April 21, 2020  |  

Combining next-generation sequencing and single-molecule sequencing to explore brown plant hopper responses to contrasting genotypes of japonica rice.

Authors: Zhang, Jing and Guan, Wei and Huang, Chaomei and Hu, Yinxia and Chen, Yu and Guo, Jianping and Zhou, Cong and Chen, Rongzhi and Du, Bo and Zhu, Lili and Huanhan, Danax and He, Guangcun

The brown plant hopper (BPH), Nilaparvata lugens, is one of the major pest of rice (Oryza sativa). Plant defenses against insect herbivores have been extensively studied, but our understanding of insect responses to host plants' resistance mechanisms is still limited. The purpose of this study is to characterize transcripts of BPH and reveal the responses of BPH insects to resistant rice at transcription level by using the advanced molecular techniques, the next-generation sequencing (NGS) and the single-molecule, real-time (SMRT) sequencing.The current study obtained 24,891 collapsed isoforms of full-length transcripts, and 20,662 were mapped to known annotated genes, including 17,175 novel transcripts. The current study also identified 915 fusion genes, 1794 novel genes, 2435 long non-coding RNAs (lncRNAs), and 20,356 alternative splicing events. Moreover, analysis of differentially expressed genes (DEGs) revealed that genes involved in metabolic and cell proliferation processes were significantly enriched in up-regulated and down-regulated sets, respectively, in BPH fed on resistant rice relative to BPH fed on susceptible wild type rice. Furthermore, the FoxO signaling pathway was involved and genes related to BPH starvation response (Nlbmm), apoptosis and autophagy (caspase 8, ATG13, BNIP3 and IAP), active oxygen elimination (catalase, MSR, ferritin) and detoxification (GST, CarE) were up-regulated in BPH responses to resistant rice.The current study provides the first demonstrations of the full diversity and complexity of the BPH transcriptome, and indicates that BPH responses to rice resistance, might be related to starvation stress responses, nutrient transformation, oxidative decomposition, and detoxification. The current result findings will facilitate further exploration of molecular mechanisms of interaction between BPH insects and host rice.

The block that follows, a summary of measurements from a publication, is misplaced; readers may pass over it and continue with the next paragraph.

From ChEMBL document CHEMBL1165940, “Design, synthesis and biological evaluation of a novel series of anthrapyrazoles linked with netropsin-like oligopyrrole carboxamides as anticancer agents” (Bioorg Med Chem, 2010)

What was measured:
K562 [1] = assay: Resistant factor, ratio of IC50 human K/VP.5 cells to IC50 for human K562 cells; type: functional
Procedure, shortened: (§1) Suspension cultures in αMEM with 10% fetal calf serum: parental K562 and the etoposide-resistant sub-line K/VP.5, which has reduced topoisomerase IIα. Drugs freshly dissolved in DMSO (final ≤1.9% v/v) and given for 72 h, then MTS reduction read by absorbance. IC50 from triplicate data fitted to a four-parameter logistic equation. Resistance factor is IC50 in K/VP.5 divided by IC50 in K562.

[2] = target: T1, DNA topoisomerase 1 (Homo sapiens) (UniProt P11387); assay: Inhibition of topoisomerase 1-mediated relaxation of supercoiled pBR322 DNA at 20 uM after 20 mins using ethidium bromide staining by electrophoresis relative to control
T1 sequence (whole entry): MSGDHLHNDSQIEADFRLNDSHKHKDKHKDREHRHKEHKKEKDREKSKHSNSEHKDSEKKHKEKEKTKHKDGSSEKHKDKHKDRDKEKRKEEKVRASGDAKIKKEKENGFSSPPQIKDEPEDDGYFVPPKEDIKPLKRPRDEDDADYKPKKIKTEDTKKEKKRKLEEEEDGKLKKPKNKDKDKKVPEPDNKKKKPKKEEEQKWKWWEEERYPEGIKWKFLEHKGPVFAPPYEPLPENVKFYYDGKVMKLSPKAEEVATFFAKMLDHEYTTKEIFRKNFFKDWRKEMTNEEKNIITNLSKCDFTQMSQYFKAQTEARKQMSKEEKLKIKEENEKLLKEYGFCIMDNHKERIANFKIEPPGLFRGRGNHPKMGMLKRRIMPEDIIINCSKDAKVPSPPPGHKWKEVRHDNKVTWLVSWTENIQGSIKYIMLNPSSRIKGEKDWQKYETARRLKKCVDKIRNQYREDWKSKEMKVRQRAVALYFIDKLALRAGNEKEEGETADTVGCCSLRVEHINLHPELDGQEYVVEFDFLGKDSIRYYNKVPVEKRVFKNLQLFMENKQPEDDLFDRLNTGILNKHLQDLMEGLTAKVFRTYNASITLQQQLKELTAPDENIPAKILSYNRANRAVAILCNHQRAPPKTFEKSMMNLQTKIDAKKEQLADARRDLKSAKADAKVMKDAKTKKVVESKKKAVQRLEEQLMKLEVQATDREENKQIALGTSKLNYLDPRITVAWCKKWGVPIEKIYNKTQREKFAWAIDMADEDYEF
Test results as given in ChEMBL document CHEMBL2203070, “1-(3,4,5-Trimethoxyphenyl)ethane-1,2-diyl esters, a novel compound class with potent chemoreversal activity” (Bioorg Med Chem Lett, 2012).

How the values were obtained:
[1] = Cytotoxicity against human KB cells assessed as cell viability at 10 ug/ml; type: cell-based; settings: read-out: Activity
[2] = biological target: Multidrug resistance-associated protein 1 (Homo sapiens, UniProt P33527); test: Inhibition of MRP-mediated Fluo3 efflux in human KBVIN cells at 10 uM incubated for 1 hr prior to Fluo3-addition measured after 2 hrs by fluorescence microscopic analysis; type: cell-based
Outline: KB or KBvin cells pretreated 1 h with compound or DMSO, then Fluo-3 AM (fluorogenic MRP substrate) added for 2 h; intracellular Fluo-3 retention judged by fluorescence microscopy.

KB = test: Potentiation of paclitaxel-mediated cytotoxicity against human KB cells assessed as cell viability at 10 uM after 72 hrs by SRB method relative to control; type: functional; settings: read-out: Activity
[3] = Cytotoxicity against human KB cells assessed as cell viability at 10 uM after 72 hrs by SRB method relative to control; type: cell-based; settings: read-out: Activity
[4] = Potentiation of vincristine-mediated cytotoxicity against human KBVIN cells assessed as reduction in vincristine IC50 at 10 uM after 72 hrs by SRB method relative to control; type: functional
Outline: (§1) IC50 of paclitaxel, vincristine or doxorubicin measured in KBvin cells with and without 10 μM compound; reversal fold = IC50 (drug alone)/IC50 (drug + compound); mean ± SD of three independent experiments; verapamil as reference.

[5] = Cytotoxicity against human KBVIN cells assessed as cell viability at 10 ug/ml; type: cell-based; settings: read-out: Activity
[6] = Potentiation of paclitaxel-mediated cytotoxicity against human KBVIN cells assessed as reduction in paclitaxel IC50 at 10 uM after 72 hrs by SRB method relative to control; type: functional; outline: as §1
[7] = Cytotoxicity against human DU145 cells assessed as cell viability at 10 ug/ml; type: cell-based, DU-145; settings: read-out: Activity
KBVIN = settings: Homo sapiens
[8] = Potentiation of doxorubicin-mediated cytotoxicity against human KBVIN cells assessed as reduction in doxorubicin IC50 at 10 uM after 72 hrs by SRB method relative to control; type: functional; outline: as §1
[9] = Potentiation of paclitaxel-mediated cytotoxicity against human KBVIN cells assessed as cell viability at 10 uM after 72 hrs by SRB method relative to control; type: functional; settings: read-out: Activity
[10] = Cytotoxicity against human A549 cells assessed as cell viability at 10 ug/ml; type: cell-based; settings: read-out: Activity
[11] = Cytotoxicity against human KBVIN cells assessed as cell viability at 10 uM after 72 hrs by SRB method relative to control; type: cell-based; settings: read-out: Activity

Journal: BMC genomics
DOI: 10.1186/s12864-019-6049-7
Year: 2019

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